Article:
Stories of resilience: Solar power keeps the water flowing for school, villages

Lucy collects water from a tap at her school, connected to a solar powered water pump
 © UNICEF Malawi/2017/Eldson Chagara

By Andrew Brown, UNICEF Malawi

Following a good harvest this year, Malawi’s hunger crisis has eased for the time being. But it’s only a matter of time before the next drought or flood. This series looks at how communities are preparing themselves for future natural disasters.

It is early morning at Namera Primary School, in the countryside outside Blantyre. The school perches on an outcrop part way down a steep hillside between a mountain ridge and the plain below. The school yard is lit up in splashes of yellow sunlight. Some children are already gathered noisily here, while others make their way carefully up or down the hillside from nearby villages. This morning is special — every child carries with them a bundle of long grass stems, creating a moving sea of grass that sways above the heads of its small bearers.

This unusual sight is explained by the headmaster, George Kapalamula, who is smartly dressed in a suit and red sweater. The children are helping to construct a fence for a vegetable garden, in order to grow nutritious food for school meals. This is made possible by a solar powered water pump, installed by UNICEF with funding from the EU. The pump provides water for the school and nearby villages, and will now also be used to water the school garden.

“Before the solar powered pump, people drank water from open wells, which they shared with animals,” George explains. “This was not good for the health of our students. The children suffered from diarrhoea, and often missed school. Our teachers would also get sick and unable to teach classes.”

Lucy smiles after completing her end of year exam at Namera Primary School
 © UNICEF Malawi/2017/Eldson Chagara

Lucy’s story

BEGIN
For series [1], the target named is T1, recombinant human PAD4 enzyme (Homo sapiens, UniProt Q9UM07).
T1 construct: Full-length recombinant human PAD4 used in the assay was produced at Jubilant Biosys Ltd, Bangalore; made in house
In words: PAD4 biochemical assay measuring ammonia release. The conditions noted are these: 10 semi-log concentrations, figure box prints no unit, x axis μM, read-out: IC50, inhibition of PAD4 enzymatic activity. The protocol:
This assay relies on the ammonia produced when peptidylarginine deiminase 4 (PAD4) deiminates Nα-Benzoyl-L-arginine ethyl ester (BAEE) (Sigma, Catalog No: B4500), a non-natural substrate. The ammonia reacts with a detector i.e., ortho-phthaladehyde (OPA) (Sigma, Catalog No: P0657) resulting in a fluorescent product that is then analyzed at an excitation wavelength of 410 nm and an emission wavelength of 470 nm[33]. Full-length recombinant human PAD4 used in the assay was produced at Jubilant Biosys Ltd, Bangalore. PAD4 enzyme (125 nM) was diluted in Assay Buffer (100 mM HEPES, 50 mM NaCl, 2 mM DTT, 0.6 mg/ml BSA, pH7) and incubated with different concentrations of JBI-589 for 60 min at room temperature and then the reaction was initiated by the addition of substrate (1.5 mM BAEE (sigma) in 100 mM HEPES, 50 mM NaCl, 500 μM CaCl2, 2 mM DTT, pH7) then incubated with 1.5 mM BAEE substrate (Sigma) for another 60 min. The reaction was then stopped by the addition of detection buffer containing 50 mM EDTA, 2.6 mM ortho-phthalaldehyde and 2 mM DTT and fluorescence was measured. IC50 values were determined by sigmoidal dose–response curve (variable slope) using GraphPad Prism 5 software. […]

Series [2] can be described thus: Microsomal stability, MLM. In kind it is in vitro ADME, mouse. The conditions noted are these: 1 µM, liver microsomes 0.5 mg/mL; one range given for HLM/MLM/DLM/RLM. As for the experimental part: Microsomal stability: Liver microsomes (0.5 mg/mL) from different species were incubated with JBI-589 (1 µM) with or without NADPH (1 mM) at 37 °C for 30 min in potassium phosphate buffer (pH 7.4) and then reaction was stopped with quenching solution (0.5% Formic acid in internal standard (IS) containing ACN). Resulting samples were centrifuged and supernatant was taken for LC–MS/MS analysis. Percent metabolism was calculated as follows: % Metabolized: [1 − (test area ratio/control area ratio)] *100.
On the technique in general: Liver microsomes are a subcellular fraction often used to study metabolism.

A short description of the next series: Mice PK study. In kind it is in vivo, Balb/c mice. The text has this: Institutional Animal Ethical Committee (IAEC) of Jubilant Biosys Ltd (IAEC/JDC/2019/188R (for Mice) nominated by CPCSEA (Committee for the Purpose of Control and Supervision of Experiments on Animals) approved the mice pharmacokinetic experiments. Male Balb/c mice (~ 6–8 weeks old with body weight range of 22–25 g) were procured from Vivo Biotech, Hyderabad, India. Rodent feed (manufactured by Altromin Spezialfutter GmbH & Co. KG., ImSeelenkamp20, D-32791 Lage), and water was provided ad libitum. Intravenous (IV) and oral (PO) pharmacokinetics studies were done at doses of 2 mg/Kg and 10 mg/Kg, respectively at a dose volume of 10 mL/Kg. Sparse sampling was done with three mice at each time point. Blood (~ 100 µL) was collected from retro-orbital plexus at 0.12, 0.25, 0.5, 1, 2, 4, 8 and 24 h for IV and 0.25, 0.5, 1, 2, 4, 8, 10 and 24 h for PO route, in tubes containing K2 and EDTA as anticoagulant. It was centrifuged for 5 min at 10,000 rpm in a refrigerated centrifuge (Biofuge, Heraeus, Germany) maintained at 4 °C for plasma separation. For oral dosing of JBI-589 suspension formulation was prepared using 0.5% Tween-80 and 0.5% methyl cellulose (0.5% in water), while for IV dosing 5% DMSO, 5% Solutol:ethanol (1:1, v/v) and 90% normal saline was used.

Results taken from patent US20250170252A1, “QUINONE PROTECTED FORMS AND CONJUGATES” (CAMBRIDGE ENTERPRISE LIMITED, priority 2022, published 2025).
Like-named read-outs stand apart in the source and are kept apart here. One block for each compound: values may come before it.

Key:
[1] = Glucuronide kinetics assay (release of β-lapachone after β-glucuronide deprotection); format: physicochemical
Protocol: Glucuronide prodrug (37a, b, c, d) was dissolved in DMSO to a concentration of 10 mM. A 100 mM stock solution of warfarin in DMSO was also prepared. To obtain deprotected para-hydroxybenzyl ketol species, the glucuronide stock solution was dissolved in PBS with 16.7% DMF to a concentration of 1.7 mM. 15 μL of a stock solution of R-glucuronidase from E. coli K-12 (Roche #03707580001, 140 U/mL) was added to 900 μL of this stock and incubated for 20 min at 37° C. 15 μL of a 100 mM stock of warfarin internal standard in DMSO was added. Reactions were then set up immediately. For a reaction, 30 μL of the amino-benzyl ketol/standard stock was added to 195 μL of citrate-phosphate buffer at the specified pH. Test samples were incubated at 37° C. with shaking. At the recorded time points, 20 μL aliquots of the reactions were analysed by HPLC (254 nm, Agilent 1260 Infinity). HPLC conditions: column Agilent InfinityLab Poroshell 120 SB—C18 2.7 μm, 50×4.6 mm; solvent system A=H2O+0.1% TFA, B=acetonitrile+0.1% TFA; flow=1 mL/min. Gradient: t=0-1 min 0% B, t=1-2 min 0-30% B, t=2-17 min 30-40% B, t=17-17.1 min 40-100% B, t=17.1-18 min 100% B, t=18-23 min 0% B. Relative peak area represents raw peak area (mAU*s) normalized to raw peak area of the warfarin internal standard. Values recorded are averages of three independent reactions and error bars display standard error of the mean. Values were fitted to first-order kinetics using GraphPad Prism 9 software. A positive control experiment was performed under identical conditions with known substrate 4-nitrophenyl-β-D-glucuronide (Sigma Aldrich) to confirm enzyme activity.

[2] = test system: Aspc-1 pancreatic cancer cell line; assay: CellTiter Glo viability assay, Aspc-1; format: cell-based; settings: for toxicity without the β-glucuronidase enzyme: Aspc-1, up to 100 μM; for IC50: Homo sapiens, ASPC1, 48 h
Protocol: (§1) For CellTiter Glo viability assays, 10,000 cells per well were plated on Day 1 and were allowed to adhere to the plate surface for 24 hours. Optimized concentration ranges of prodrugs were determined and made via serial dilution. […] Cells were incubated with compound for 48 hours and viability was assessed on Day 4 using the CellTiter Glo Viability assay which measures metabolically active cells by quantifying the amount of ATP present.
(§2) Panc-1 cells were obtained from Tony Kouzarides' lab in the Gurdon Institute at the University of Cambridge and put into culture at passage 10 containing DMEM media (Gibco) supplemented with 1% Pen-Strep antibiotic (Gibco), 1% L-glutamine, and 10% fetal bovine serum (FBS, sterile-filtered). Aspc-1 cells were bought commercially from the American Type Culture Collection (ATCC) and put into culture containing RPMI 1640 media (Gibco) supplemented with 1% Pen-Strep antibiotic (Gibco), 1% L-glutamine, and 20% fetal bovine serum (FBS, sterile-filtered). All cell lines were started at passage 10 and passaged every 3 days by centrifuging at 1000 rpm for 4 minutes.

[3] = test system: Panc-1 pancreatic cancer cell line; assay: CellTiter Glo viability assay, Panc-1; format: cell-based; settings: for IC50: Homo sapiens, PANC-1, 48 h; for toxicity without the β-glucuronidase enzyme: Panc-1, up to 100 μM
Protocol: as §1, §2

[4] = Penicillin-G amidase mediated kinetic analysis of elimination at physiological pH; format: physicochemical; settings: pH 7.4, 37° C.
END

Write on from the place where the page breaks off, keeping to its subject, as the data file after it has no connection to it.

One of these students was Lucy Chalire. Now a confident and eloquent 13 year old, she emerges from a classroom in her blue and yellow school uniform, smiling broadly after completing her end of year maths exam. Above the classroom door and windows, a brightly painted mural shows scenes of village life and numbered groups of objects to help the children to practice counting. Lucy attends school every day and is third in her class of 45, but it wasn’t always this way.

“I used to drink water from the shallow wells,” Lucy explains. “I had diarrhoea so many times. I would stay at home for around two weeks until I got better. I missed a lot of lessons but I always tried to catch up by copying notes from my friends.”

Even when Lucy was well, water was a problem. She took turns with her mother walking 5km to collect water from the nearest standpipe. “There were so many people waiting at the well,” she says. “Sometimes I had to wait all day and would come home in the dark. I was afraid the village hooligans would attack me. Once I got tired and dropped the water bucket, and my mother scolded me for coming home without any water.”

During the regular droughts that hit the area, things got even worse for the family of maize farmers. “Last year we only harvested three and a half bags of maize,” Lucy says. “It’s not enough for a family of five. I tried not to skip class but I had nothing to eat. Going out was too much, I had no energy.”

Lucy’s mother, Benalita, is collecting water from the community tap in Kunja village, up the hill from the school. Once the bucket is full, she hands a crumpled 10 kwacha note to the pump attendant, balances the bucket on her head, and walks carefully up the dirt road to her house, taking care not to spill any water.

Back at home, Benalita sits in the shade outside a small mudbrick house. The family is clearly poor, and her faded blue vest is full of holes. She recalls the lowest point, when Lucy’s brother Andrew got very ill. “We took him to the health centre,” Benalita says. “They told me he had cholera. He stayed there for a week. I was so scared — I thought I was going to lose my son.”